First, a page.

Signpost (Weber, Utah), 2002-09-201
|Previous||1 of 12||Next|
small (250x250 max)
medium (500x500 max)
large ( > 500x500)
Loading content ...
INSIDE Play "Where on Weber is it?" See page 1 1 Volume 65 Issue 19 www.wsusignpost.com Friday, September 20, 2002 ni oThe h SnimpdDSU r i ' ' 1 1 I i : .i - i A-v 0(lodG MOe? hwks mi Gmmpumm By Trent Dortzbach sr. news reporter The Signpost As the risk of contracting meningitis on U.S. college campuses increases, Dr. Shawn McQuilkin, a clinical physician at the student health center, shared two videos Thursday and answered questions about this deadly disease. Meningococcal disease, commonly referred to as meningitis, is a rare but potentially fatal bacterial infection that afflicts 3,000 people yearly nationwide, including an average of 600 students attending colleges and universities. The number of cases reported on college campuses has doubled from the 300 cases reported 10 years ago, McQuilkin said. " didn't even know what it meningitis was until I had talked to Dr. Quilkin." Logan Smith honors issues forum chair After seeing a special on the scientific magazine "Nova" on PBS, Quilkin contacted Logan Smith, chair of the honors issues forum, to do a presentation about meningitis, and to spread the word about the vaccine. "I didn't even know what it meningitis was until I had talked to Dr. Quilkin," Smith said. Meningitis is spread by direct contact with anyone with the disease by sharing items like drinking glasses or cigarettes, kissing or through the air after someone has coughed or sneezed. For those reasons, students living in dormitories, who smoke andor drink alcohol are more likely to contract meningitis, according to the American College Health Association and the Centers for Disease Control and Prevention. Meningitis can occur in two forms, both - ( tl , ... i 3 New residency has students dancing By Jake Christensen a&e editor The Signpost In recent years, Joanne L. Lawrence, a dance professor at Weber State University, has watched local high school dance programs crumble. She's counted them as they go, considering the loss. "We've lost about five dance programs out of our high schools. It's turned into just drill team or nothing," Lawrence said. Lawrence interjected this observation while describing a new dance residency at WSU. She hopes it will counter the negative trend in high schools. Jonathan Ricdel, a member of the renowned Limon Dance Company in New York, was chosen for the residency. Ricdel was a featured dancer in "Limon and Jazz," which premiered at WSU during the 2002 Salt Lake Winter Olympic Games. Ricdel is holding intensive sessions with WSU dancers. They meet up to six hours a day over three weeks, in addition to the students' regular classes. More significantly, the students helped pay for a residency they had to audition for. Orchesis Dance Theater, a student ensemble, donated some of its student fee money to cover the residency's costs. Expenses included licensing the copyrighted dance Ricdel is teaching the students. The late Jose Limon premiered the piece in 1964. WSU now ,has the .rights to, perform the : 4 V Jonathon Riedel instructs dancers during rehearsal session. work in its dance concerts and at local schools. For Lawrence, giving WSU dancers a chance to learn a historic dance work is important and necessary. Repertory study, where students recreate preeminent works is commonplace in theater and music curriculums. Why not dance too? "It's done all the time. In dance though, it's so time-intensive and expensive to do that it's been beyond us," Lawrence said. Early on, Lawrence wondered if mounting the expensive residency would be possible. However Nina Watt, Limon Dance Company's artistic associate, assured her it could happen.. The Limon Foundation. provided discounts to make the residency affordable for the university. With funding in place, Ricdel came on board. According to both Riedel and Lawrence, he was chosen because he has set the piece before. "Setting the piece," simply means teaching it to dancers. According to Lawrence, the Limon Foundation described Riedel as someone who, "would understand and be able to convey the richness of the material , not just the steps." "He has turned out to be everything that was promised," Lawrence said. See Residency page 3 See Killer page 3 Shawn McQuilkin discusses meningitis. Si'; j t ' r . ? , . :,' - . i ' ' ' f V 5 " -' I f : - o .in 0 3 v I - To a job well done Gary Dohrer, WSU English department chair, presents President Paul H. Thompson with a plaque during faculty senate. A reception was held Wednesday in Thompson's honor. This is just one of the honors the university has given Thompson.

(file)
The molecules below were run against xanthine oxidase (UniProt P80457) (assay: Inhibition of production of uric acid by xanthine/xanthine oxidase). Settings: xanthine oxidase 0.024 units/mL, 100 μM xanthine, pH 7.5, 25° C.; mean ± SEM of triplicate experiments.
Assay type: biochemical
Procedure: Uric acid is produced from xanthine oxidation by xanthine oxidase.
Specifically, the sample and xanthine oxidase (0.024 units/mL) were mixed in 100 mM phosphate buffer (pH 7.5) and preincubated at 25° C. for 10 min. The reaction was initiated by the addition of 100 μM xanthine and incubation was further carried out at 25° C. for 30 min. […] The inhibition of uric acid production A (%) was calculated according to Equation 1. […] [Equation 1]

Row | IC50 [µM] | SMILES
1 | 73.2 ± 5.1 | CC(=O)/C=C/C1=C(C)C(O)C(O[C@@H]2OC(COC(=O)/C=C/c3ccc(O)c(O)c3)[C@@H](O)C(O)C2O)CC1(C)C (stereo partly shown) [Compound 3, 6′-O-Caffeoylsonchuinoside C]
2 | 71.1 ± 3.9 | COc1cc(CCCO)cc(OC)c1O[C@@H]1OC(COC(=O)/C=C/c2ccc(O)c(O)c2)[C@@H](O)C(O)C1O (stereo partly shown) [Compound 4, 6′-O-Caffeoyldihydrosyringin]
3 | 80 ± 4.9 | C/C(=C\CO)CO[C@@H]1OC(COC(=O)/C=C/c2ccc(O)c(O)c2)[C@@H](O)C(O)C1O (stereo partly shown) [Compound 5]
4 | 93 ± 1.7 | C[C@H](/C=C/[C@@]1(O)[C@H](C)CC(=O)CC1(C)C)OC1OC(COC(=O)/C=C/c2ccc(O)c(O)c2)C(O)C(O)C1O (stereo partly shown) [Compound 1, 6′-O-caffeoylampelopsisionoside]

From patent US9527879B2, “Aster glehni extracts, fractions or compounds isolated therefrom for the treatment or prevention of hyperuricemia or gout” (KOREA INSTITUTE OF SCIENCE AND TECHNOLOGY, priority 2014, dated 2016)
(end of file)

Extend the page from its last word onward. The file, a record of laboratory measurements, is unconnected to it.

|Title||Signpost (Weber, Utah), 2002-09-20, Vol. 65, No. 19|
|Creator||Weber State University|
|Contributors||Associated Students of Weber State University; A generous grant from the Utah State Library and the Institute of Museum and Library Services.|
|Description||Weber's current student newspaper, the Signpost, first appeared on September 29, 1937. For two years prior to that time, campus news was disseminated via announcements posted on a bulletin board known as the "Signpost". As a result, the masthead of the first issue of the paper itself featured a rudimentary wooden sign with the title spelled out in rustic-looking letters. Over the years the paper has been published continuously, though the look, size and style has changed several times.|
|Subject||College student newspapers and periodicals; Weber State University|
|Publisher Digital||Stewart Library, Weber State University|
|Source||University Archives LD5893.W55 S5, Stewart Library, Weber State University|
|Rights Management||Public Domain. Courtesy of University Archives, Stewart Library, Weber State University.|